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Research Project: Non-Antibiotic Strategies to Control Priority Bacterial Infections in Swine

Location: Virus and Prion Research

Title: Potential use of outer membrane proteins as subunit vaccines against Haemophilus parasuis

item Brockmeier, Susan
item EBERLE, KIRSTEN - Orise Fellow
item MOU, KATHY - Orise Fellow
item HAU, SAMANTHA - Iowa State University
item Nicholson, Tracy
item Register, Karen

Submitted to: American Society for Microbiology General Meeting
Publication Type: Abstract Only
Publication Acceptance Date: 2/27/2017
Publication Date: N/A
Citation: N/A

Interpretive Summary:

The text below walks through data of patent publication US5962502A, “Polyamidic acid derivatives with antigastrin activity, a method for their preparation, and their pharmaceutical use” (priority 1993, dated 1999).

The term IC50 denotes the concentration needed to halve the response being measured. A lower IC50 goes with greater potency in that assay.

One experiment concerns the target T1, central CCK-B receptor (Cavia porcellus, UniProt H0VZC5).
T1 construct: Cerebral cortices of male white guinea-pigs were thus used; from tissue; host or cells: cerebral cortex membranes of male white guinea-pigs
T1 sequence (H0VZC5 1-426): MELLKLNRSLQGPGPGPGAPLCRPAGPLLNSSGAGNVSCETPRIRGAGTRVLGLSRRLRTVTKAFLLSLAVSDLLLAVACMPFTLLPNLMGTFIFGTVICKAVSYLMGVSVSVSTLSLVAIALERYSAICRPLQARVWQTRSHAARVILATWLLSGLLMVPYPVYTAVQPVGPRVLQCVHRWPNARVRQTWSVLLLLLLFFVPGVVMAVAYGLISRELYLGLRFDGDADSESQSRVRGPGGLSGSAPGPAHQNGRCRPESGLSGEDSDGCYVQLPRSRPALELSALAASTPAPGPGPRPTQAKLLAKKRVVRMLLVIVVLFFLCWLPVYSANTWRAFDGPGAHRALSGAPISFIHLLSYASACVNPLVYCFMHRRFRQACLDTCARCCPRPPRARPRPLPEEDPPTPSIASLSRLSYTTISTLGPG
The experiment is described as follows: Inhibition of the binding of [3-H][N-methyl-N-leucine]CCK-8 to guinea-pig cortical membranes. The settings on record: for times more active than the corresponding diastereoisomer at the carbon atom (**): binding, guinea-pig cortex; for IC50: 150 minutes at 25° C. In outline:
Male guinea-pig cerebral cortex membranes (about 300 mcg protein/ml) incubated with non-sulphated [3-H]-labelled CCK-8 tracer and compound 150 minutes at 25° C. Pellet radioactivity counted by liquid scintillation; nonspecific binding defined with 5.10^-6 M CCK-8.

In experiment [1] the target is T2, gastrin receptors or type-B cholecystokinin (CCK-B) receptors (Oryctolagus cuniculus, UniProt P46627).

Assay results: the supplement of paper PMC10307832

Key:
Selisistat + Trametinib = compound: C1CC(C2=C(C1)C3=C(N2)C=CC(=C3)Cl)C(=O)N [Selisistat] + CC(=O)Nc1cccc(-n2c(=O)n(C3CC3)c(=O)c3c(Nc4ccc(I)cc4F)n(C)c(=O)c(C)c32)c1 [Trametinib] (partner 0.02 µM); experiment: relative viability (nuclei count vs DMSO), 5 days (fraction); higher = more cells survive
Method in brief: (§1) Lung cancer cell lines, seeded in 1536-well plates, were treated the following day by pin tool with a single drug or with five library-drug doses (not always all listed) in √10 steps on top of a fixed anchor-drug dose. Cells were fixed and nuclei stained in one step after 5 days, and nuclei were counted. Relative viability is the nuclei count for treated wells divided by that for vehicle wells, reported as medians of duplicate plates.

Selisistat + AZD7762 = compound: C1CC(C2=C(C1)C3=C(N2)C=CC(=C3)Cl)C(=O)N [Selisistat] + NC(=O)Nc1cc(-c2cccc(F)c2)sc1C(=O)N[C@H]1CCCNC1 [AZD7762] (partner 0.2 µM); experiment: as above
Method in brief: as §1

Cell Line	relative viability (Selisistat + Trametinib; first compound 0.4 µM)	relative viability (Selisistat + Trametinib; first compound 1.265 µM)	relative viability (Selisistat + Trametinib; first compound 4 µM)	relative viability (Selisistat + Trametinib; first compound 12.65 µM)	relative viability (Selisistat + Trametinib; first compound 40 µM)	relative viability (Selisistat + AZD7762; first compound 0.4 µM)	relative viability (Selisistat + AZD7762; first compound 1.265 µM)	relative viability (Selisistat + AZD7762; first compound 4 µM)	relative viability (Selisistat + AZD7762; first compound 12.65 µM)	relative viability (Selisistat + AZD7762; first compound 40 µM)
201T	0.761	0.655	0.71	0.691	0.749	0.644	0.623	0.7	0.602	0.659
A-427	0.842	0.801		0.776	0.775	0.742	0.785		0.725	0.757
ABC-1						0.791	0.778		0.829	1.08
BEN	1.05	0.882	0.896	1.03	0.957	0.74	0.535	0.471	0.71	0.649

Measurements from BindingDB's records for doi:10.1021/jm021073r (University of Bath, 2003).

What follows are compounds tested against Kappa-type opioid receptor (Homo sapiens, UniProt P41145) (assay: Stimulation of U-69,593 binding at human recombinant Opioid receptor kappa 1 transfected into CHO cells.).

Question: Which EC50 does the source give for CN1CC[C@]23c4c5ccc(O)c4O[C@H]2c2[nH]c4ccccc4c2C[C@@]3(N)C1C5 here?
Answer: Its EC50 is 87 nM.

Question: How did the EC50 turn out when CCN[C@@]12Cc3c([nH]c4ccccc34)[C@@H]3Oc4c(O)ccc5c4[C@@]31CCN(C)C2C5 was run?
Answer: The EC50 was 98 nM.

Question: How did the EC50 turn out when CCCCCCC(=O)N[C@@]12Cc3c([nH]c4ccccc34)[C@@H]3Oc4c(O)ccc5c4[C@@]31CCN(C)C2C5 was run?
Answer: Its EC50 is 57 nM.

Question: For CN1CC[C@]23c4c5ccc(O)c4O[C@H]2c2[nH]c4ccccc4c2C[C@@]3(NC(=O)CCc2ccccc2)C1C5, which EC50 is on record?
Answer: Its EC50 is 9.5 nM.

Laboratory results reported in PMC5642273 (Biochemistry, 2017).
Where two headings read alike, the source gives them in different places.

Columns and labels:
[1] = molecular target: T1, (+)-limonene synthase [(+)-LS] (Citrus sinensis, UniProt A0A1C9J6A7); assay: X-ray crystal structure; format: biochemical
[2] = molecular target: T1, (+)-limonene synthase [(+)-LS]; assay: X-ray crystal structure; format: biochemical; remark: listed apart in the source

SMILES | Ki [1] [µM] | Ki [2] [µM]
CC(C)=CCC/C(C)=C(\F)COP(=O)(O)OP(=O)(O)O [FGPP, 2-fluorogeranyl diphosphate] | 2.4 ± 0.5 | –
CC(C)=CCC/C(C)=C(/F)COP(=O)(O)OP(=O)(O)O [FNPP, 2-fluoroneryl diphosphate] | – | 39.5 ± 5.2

Technical Abstract: Haemophilus parasuis is a Gram-negative bacterium belonging to the Pasteurellaceae family that causes Glässer's disease in pigs, a disease characterized by polyserositis, meningitis and arthritis. There are at least 15 serotypes of H. parasuis and vaccines are largely limited to bacterins that provide homologous but limited heterologous protection. Outer membrane proteins (OMP) are potential targets for subunit vaccine development. Two prominent OMPs, P2 and P5, that were present in an outer membrane vesicle vaccine that was protective for pigs, were evaluated as potential subunit vaccine candidates. Five pigs each were vaccinated with either recombinant P2, P5, or both proteins in EmulsigenD adjuvant. Pigs were primed and boosted 3 weeks later intramuscularly with the respective vaccines. Three weeks after the boost vaccination, pigs were challenged with a virulent serotype 5 isolate, 29755, the same isolate from which the proteins were cloned. Vaccinated pigs developed high IgG antibody titers to the proteins they were vaccinated with; however, pigs vaccinated with P5 had higher IgG antibody responses when lysates of whole bacteria were used as antigen in the assay. Protein P5 appeared to be the better protective immunogen as only one out of the five pigs vaccinated with P5 alone, and two out of the five pigs vaccinated with both proteins developed disease, while four out of the five pigs vaccinated with P2 alone developed disease and had to be euthanized. Current experiments are examining additional proteins that may be conserved across serotypes to improve the protective response and increase the possibility of a more broadly cross protective H. parasuis vaccine.